The Messianic hope in the book of Isaiah
Nason, Philip Stephen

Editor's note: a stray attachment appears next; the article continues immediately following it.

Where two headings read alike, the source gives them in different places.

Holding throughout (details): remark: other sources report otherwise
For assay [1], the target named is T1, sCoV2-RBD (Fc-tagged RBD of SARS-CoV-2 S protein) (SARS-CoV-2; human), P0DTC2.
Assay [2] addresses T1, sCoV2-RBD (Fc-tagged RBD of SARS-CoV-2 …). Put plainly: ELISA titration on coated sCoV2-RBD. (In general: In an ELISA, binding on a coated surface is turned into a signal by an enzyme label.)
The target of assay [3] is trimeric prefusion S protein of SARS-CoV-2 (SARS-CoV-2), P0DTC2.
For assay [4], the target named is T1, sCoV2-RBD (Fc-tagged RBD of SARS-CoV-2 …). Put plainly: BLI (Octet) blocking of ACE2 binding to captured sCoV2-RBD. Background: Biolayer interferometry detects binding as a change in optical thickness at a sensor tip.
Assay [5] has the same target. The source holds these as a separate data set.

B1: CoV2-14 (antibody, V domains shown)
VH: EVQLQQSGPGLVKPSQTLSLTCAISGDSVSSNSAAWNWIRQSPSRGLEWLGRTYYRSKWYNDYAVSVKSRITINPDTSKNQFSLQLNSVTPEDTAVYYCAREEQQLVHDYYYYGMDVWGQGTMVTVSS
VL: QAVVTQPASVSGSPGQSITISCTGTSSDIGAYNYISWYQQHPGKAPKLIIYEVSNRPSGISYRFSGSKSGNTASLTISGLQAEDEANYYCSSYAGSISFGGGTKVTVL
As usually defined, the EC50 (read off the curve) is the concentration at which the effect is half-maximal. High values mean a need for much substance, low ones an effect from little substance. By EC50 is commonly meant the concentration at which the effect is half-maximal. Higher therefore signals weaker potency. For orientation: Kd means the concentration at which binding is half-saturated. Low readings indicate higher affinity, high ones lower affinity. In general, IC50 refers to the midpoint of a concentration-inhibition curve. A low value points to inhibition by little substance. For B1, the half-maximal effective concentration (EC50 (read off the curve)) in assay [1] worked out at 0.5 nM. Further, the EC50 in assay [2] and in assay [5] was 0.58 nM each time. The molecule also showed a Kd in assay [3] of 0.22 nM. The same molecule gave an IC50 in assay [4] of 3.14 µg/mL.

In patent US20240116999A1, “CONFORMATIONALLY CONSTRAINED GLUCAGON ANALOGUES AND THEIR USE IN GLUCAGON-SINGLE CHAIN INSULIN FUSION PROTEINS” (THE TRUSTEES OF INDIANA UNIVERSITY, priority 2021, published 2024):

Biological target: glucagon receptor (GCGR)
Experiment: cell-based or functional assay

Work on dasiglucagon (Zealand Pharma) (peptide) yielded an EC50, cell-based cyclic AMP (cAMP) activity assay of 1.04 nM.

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The purpose of the dissertation is to ascertain the origin and development of Israel's Messianic hope as shown in the book of Isaiah. In doing this a survey has been made of the various theories held upon this subject. These have been considered under three headings; those which believe the hope existed previous to Isaiah's day; those which regard Isaiah as the author of this idea; and those which believe the idea did not arise until after Isaiah's time. All of these theories were seen to contain elements of truth, but none seemed an adequate solution of the problem. Evidence shows that a hope similar to the Messianic did exist in ancient countries of the East. Such a hope may be a natural result of Man's spiritual evolution, but there is nothing to show that Israel's Messianic Hope came either from another land or from her own antiquity. A number of passages in the Old Testament which are generally considered to be older than anything in the prophecy of Isaiah have been held to present the Messianic hope. Investigation of these shows that they promise nothing more than the prosperity and perpetuity of the Davidic dynasty. The majority of those who look upon Isaiah as the author of the hope regard it as an outgrowth of his political interest, and fail to take into account that the prophet's primary interest was in religion. The tendency in recent years has been to deny any message of hope to the eighth century prophets, but no adequate arguments have been brought forth to support such a denial. That Isaiah had hope for the future is seen by the oracle in 1:21-26 which is generally regarded as authentic. Those who argue that Isaiah could not have been the author of the Messianic hope do so on inadequate grounds. A study of the significance of anointing in the Old Testament shows that the king was endowed by this rite with the Spirit of Yahweh. As the anointed one, he became Yahweh's agent to bring peace and prosperity to the nation. Thus the kings served to establish a unique relationship between Yahweh and His people. There arc suggestions in the Old Testament that at times the king, under the influence of the Canaanized Yahweh worship, played the part of God in the cult ceremonial. Two approaches are possible to an understanding of the divine nature of the Hebrew kingship. The first is through a study of the Old Testament historical records; the second through a study of the cult practices that existed in the time of the monarchy. The historical records make no direct statement of king deification, but they do give hints of such practice. These records were extensively revised by the Deuteronomists who were opposed to such a practice, and this may account for the absence of any direct statement. Prohibitions in the Old Testament of certain ritual practices known to have been connected with king deification in other lands indicate at least an attempt at such practice among the Hebrews. Further evidence of king deification is seen in the ritual use made of some of the Psalms, especially in their use in connection with the Feast of the Tabernacles. In Psalm 45:7 the king is definitely addressed as God. The practice of king deification would have been extremely offensive to such a sensitive soul as Isaiah. His philosophy of life was more religious than political. For him the greatest sin is lack of faith in Yahweh, who is a holy God in whose presence only holy men can stand. If Isaiah were to sot forth such a doctrine as that of the Messianic hope, it would very likely be colored by his doctrines of faith and the holiness of Yahweh. A study of the characters of Ahaz and Hezekiah, the two kings with whom Isaiah had most dealings, shows that neither of them fulfilled the prophet's ideal. Ahaz was especially offensive to the prophet due to his practice of child sacrifice and worship 'under every green tree', both of which were connected with the Canaanite fertility cults. Furthermore, he caused a pagan altar to be erected in the temple. In a time of crisis, Ahaz sought help from Assyria, and this was an admission to Isaiah of the futility of the king's religion. Thus Ahaz failed completely to fulfill the function of Yahweh's Messiah. In the case of Hezekiah, the historical records claim him to have been a virtuous king. There is some evidence to show that he was not always a devout Yahweh worshipper. Furthermore, he was lacking in faith as seen by his trust in the men and horses of Egypt. Hence, Isaiah might have set forth his idea of a Messianic king as an antithesis to either Ahaz or Hezekiah. The belief that Isaiah is the author of the Messianic hope is further substantiated by a study of the Almah-Immanuel sign of 7:1-17. This passage has offered many difficulties to Old Testament critics, and has usually been interpreted only by deleting a part of it. A new understanding of it is now made possible through recent discoveries made at Ras Shamra. Clay tablets discovered at this place in 1929 and subsequent years have furnished us some of the ritual literature of the fertility cults which existed in Canaan at the time Israel entered that land. This ritual throws now light upon a number of Hebrew religious customs which scholars have thought for some time Israel borrowed fron her Canaanite neighbors. In the Ras Shamra ritual the Almah is a cult figure who becomes the mother of Shahar, the prosperity bringing god. Isaiah declares that there is no Shahar for Ahaz. The significance of the Almah-Immanuel sign is that Ahaz is seeking security through practice of the cult ritual. He hopes in this manner to have God with him (Immanuel), but such will not be the case. Immanuel is not the Messiah, but is the cult figure that represents the rejuvenation of the king. It is this figure that suggests to the prophet his idea of the Wonder-Child, the Messiah. Hence the Messiah is not to be identified with Immanuel but is to be contrasted with him. Isaiah developed his idea of the Messiah from this suggestion and gave utterance to it in the oracles contained in 9:1-6 and 11:1-9 at the time of Sennacherib's assault upon Jerusalem. Another expression of the idea, in a somewhat modified form, is to be found in 32:1-5. A study was made of the Messianic hope as it is found in Second Isaiah. Chapters 60-63 were studied in this connection since there is found no justification for regarding Isaiah 56-66 as a unit. Investigation was made of three points in this prophecy where the Messianic hope might be expressed. The Cyrus reference in 45:1 is seen to be an ironical appropriation to Yahweh by the prophet of the manner in which Cyrus claimed to be the special agent of the Babylonian god, Marduk. In the study of the Servant Songs an attempt was made to identify the Servant. It is seen that many characters do, in one way or another, answer the description of the Servant, but none fulfills the role as well as does the prophet himself. The question then arises as to whether he is to be regarded as the Messiah. It is seen that in various ways the Servant and the Messiah are to be identified, Moreover, evidence is found in Malachi to show that in post-exilic tine a prophet could be regarded as the agent of Yahweh who would be used to usher in the Messianic era. The conclusion is reached that the Second Isaiah was regarded in some sense as the Messiah. The 'sure mercies of David' passage in 55:3b-5 confirms this thesis for in this we see the idea of the blessings of the Messianic era being transferred from the Davidic dynasty to the people of Israel. Investigation of the apocalyptic and other late passages contained in the book of Isaiah was made in order to see whether any expression of the Messianic hope is to be found therein. A resemblance was noted between the apocalyptic idea and the Messianic hope. In both cases the blessings of a New Age follow a period of affliction. There is a marked difference, however, in the way in which the New Age is to be established. In the passages studied in this connection, it is Yahweh Himself who brings into existence the Glorious Future. No use is made of the Messiah. Hence there is to be found in these passages no clear setting forth of the Messianic hope, though suggestions of it are seen to be present. The conclusion reached was that a decline in interest in this doctrine had taken place. A possible reason for this was found in the fact that the hope had never been fulfilled, the one attempt at fulfillment on the part of Zerubbabel probably being a failure. The narrow nationalism of post-exilic Judaism was seen to be unfavorable to the life of this doctrine. A possible reaction to the House of David, due to its interest in the Hellenizing party, may also have been a contributing factor to this decline.